Generally favorable reviews - based on 5 Critics What's this?

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  • Summary: Tracking the behind-the-scenes efforts of both the pro- and anti-initiative groups, the film serves as a case study for other states in determining how to reform their own drug policies, and examines the civic, economic and human impact of marijuana legalization. Against the backdrop of the 40-year-old War on Drugs, the state of Washington becomes a key battleground in the fight for cannabis prohibition reform. A growing medical pot industry paves the way for cultural change, while an unprecedented team of political superstars and local celebrities put forth a plan, known as Initiative 502, that they hope will balance the delicate politics of the region and stand a chance to pass in the November elections. But many in the local cannabis community are vehemently opposed to I-502, saying it imposes harsh and scientifically arbitrary DUI laws, new taxes, additional restrictions and penalties that negatively impact youth, medical marijuana patients and providers. These unexpected opposing forces create a scintillating inside look at a political clash, showing just how advanced the perspective of many Americans has become on drug policy. [First Run Features] Expand
Score distribution:
  1. Positive: 3 out of 5
  2. Negative: 0 out of 5
  1. Reviewed by: Ronnie Scheib
    Jun 19, 2014
    This dual focus on the need to end the ineffective, destructive “war on drugs” and broader questions of political compromise gives director Riley Morton’s film particular resonance.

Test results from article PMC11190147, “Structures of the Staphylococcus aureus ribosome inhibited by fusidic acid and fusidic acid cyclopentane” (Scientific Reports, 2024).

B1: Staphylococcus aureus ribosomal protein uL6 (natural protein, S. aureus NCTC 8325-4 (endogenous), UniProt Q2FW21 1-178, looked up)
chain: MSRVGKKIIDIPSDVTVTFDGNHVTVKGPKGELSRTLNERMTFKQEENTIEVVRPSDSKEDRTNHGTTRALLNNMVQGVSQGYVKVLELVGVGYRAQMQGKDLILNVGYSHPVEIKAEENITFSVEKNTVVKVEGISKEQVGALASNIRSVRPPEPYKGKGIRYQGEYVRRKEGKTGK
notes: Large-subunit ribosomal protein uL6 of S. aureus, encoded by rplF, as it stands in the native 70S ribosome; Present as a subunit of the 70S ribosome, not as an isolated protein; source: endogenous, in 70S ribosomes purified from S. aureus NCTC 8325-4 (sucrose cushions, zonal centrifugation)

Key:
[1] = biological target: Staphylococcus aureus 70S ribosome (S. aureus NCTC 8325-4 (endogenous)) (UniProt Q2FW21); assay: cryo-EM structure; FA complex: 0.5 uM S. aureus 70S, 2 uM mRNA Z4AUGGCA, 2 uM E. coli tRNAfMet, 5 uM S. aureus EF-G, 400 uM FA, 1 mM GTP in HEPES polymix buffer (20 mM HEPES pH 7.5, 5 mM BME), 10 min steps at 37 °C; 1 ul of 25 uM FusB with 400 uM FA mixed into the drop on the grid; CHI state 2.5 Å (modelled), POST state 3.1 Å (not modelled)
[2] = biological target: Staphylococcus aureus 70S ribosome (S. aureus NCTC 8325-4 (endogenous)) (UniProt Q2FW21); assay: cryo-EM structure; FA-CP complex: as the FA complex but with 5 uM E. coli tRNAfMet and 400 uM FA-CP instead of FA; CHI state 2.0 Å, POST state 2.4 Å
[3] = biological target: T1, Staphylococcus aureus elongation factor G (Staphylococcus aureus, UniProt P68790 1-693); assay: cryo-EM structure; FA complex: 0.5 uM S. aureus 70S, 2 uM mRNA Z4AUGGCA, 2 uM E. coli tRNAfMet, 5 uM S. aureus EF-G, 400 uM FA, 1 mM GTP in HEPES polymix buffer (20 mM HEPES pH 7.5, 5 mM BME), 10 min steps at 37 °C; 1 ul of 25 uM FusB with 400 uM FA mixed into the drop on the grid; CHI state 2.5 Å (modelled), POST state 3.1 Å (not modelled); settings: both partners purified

2. Reviewed by: Eric Kohn
    Apr 7, 2014
    The absence of suspense results in something closer to a one-sided pat on the back for everyone involved, though it effectively puts forth a whole new set of challenges.
  3. Reviewed by: John DeFore
    Apr 7, 2014
    The personalities and rhetoric are colorful and the film's presentation is lively, though some viewers will wish for a little more rigor.
  4. Reviewed by: Diana Clarke
    Jun 10, 2014
    Because the battle for legalization is still being fought in most other states, the lack of an up-to-date perspective is frustrating.
  5. Reviewed by: Andy Webster
    Jun 12, 2014
    This record of Washington State’s battle over Initiative 502, which legalized possession of small amounts of recreational marijuana in 2012, is predictably loaded with rancor. The battle isn’t over whether pot should be legalized, but to what extent.
Score distribution:
  1. Positive: 0 out of 1
  2. Mixed: 0 out of 1
  3. Negative: 1 out of 1
  1. Oct 27, 2014
    This is a subject that is very important to me, as legalization of cannabis is a human rights issue, so I had a strong incentive to really like this film. I got less than 7 minutes into it and just had to turn it off.

    This is nothing more than opinionated whining and emotional content that will be instantly rejected by opponents of legalization. If I turned it off that quickly, what do you think opponents will do? For this reason alone, Evergreen does more harm than good because it appeals to only those who already agree with its premise, so why waste the time?

    Evergreen also unnecessarily starts beating the viewer over the head with politics right away, which is another mechanism for polarizing viewers into two groups: those who finish watching the film, and those who don't. I mean, this is a film about "How it was done in Washington," not "What we want," right? So why not just stick to that? With all that going for them, they should have written the film as "This is the recipe we followed to achieve these results."

    And make no mistake just because of my user name: I'm a staunch advocate of LGBT rights, banking reform, everything the ACLU stands for, etc. If this had been a film on gun rights but had been treated in the same fashion, I would have disgustedly turned it off after a few short minutes, too.

    If you want to see a great film on why we should legalize cannabis (admittedly not the focus of Evergreen), watch The Culture High, which also premiered this year. It is fact-based, it never whines, and you are left with a chill seeing all the under-the-table government dealings we never consider. It is the kind of film that could easily change people's minds.